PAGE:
Marriott International Social Media Director Keith Picthall sat down with us to talk about the beginnings of their social media customer care and where social listening is going for their brands. He's been a member of SocialMedia.org since 2014.
In 2011, Social Media Director Keith Picthall's initial request for a social customer care team at Marriott was denied.
“In terms of priorities, we just were not able to outrank other things going on at the time. But as time wore on, we were seeing more and more complaints come in via our social channels, and it wasn't something our agencies were ready to manage,” he explains.
Keith says that's when some senior customer care team members, energized by social media as a new medium, took the initiative to find time to respond to these complaints.
“Although they were already incredibly busy with their existing roles, many of them saw social customer care as something that would become bigger on their radar and wanted to get ahead of it for their team.”
With the help of these pioneering customer care team members, Keith could bring compelling numbers and success stories back to leadership.
In the fall of 2012, Marriott started a brand new Social Media Alert and Response Team (SMART) and brought on three full-time staffers. It has since grown by two to three people a year.
“The number-one success story for us is keeping up with the volume as social grows and more brands begin to get engaged. With our customer care, we've been very quick to respond, so we've won a lot of people back.”
Keith hopes to give the Social Media Alert and Response Team larger ownership of brand social moderation in the future.
Currently, agencies and individual brands handle both positive and neutral mentions about Marriott — passing on negative social feedback to SMART. By expanding the team, Keith hopes to give SMART the ability to respond to all types of feedback, helping reduce the time lag between communications while improving their daily roles.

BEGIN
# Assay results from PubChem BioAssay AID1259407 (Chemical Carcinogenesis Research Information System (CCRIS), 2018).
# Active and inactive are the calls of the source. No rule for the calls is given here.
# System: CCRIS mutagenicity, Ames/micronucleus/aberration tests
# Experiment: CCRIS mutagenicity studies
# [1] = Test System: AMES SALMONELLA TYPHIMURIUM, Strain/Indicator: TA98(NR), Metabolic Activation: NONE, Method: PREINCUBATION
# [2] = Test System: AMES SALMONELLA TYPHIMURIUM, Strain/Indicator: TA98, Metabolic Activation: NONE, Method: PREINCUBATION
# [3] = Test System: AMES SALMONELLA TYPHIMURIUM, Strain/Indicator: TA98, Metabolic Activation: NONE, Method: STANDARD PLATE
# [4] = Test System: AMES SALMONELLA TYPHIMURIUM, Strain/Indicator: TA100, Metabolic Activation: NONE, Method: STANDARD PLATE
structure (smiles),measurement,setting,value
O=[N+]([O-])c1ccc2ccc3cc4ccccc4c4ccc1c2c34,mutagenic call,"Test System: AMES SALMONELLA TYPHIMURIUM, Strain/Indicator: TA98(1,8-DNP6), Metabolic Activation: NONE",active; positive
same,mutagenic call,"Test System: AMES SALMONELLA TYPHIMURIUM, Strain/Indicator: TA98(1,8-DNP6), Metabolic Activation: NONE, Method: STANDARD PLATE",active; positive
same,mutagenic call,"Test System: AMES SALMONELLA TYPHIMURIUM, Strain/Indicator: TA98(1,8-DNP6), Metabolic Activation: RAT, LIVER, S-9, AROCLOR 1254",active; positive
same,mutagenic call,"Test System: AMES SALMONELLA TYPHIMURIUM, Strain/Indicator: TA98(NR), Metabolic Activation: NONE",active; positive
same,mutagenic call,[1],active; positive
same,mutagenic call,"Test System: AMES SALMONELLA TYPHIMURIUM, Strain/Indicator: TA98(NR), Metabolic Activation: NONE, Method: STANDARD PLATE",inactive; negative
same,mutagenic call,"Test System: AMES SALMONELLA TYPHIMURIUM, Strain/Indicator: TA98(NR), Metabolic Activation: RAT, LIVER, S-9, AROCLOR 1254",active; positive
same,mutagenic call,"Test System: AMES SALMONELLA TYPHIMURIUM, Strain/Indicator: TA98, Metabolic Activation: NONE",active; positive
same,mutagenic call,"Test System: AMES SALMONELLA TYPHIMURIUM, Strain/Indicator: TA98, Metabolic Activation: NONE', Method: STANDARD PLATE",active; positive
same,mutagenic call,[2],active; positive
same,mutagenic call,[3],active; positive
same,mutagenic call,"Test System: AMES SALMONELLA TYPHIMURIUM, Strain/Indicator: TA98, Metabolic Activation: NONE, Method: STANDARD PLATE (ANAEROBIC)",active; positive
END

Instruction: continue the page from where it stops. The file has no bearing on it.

“It's a balanced diet for SMART, so they're not always just focused on the negative feedback. It reflects well publicly because we're engaging more quickly on all fronts,” he explains.
They're also improving the customer experience by combining social listening with traditional guest satisfaction surveys.
“Our guest satisfaction survey recently underwent a major upgrade,” says Keith.
The standard, structured, legally accountable guest satisfaction surveys seem so far removed from all of the other options modern guests have to express their feedback on hotels. Each customer's opinion is no longer an answer filled into a blank. It can be a paragraph on Yelp, a photo album on TripAdvisor, an Expedia rating, a tweet.
Keith says Marriott needed a way to organize all of this guest feedback into one place where hotels could gain a level of consistency in listening to guest feedback, responding to guests, and making improvements.
“Now we have a much larger pool of data from both guest satisfaction surveys, which is structured — and from social, which is unstructured,” he explains.
Keith says getting all of that feedback onto one platform means deeper guest engagement and performance improvement.
“The tremendous level of value here is that it gives hotels the ability to see how they're doing and identify areas of improvement much more quickly and confidently.”
According to Keith, with this integration, many of their hotels are much more engaged with guests in social and on travel review sites than they ever were before.
And while Marriott's social customer service program took some work to get started, it's clear the entire organization is now committed. Just last week, Bill Marriott, Marriott International Executive Chairman, posted on his blog about the importance of engaging customers through digital channels and shared 10 key strategies for hotel managers in social media.
Say hi to Keith on Twitter and ask about his favorite new tech.